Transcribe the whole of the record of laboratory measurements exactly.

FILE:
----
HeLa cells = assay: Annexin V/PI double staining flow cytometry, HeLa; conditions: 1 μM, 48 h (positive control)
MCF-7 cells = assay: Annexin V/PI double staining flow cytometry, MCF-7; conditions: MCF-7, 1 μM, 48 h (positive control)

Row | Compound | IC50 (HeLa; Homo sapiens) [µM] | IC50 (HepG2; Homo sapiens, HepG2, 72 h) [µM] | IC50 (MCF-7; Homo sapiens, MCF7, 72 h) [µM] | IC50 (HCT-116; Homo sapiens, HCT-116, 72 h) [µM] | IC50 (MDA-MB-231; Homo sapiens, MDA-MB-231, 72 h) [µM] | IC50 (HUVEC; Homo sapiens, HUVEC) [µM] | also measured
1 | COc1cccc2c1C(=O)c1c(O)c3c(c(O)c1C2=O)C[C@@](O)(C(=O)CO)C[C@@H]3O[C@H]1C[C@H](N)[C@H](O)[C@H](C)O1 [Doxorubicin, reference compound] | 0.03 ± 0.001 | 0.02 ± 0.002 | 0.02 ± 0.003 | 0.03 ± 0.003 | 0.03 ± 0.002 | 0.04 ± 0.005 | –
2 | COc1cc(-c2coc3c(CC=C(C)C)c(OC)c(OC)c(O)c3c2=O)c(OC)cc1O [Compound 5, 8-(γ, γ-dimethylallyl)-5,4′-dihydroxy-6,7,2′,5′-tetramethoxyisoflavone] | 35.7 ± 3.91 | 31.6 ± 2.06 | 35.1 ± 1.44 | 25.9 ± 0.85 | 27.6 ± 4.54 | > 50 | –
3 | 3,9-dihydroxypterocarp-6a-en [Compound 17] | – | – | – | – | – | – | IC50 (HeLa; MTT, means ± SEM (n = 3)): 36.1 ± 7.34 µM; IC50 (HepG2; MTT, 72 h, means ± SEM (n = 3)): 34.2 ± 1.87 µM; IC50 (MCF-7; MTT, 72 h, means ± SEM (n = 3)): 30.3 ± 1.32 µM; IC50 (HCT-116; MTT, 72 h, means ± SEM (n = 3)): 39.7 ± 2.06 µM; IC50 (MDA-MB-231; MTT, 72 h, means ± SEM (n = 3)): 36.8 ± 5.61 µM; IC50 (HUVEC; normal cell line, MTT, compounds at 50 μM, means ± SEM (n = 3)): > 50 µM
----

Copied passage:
HeLa cells = assay: Annexin V/PI double staining flow cytometry, HeLa; conditions: 1 μM, 48 h (positive control)
MCF-7 cells = assay: Annexin V/PI double staining flow cytometry, MCF-7; conditions: MCF-7, 1 μM, 48 h (positive control)

Row | Compound | IC50 (HeLa; Homo sapiens) [µM] | IC50 (HepG2; Homo sapiens, HepG2, 72 h) [µM] | IC50 (MCF-7; Homo sapiens, MCF7, 72 h) [µM] | IC50 (HCT-116; Homo sapiens, HCT-116, 72 h) [µM] | IC50 (MDA-MB-231; Homo sapiens, MDA-MB-231, 72 h) [µM] | IC50 (HUVEC; Homo sapiens, HUVEC) [µM] | also measured
1 | COc1cccc2c1C(=O)c1c(O)c3c(c(O)c1C2=O)C[C@@](O)(C(=O)CO)C[C@@H]3O[C@H]1C[C@H](N)[C@H](O)[C@H](C)O1 [Doxorubicin, reference compound] | 0.03 ± 0.001 | 0.02 ± 0.002 | 0.02 ± 0.003 | 0.03 ± 0.003 | 0.03 ± 0.002 | 0.04 ± 0.005 | –
2 | COc1cc(-c2coc3c(CC=C(C)C)c(OC)c(OC)c(O)c3c2=O)c(OC)cc1O [Compound 5, 8-(γ, γ-dimethylallyl)-5,4′-dihydroxy-6,7,2′,5′-tetramethoxyisoflavone] | 35.7 ± 3.91 | 31.6 ± 2.06 | 35.1 ± 1.44 | 25.9 ± 0.85 | 27.6 ± 4.54 | > 50 | –
3 | 3,9-dihydroxypterocarp-6a-en [Compound 17] | – | – | – | – | – | – | IC50 (HeLa; MTT, means ± SEM (n = 3)): 36.1 ± 7.34 µM; IC50 (HepG2; MTT, 72 h, means ± SEM (n = 3)): 34.2 ± 1.87 µM; IC50 (MCF-7; MTT, 72 h, means ± SEM (n = 3)): 30.3 ± 1.32 µM; IC50 (HCT-116; MTT, 72 h, means ± SEM (n = 3)): 39.7 ± 2.06 µM; IC50 (MDA-MB-231; MTT, 72 h, means ± SEM (n = 3)): 36.8 ± 5.61 µM; IC50 (HUVEC; normal cell line, MTT, compounds at 50 μM, means ± SEM (n = 3)): > 50 µM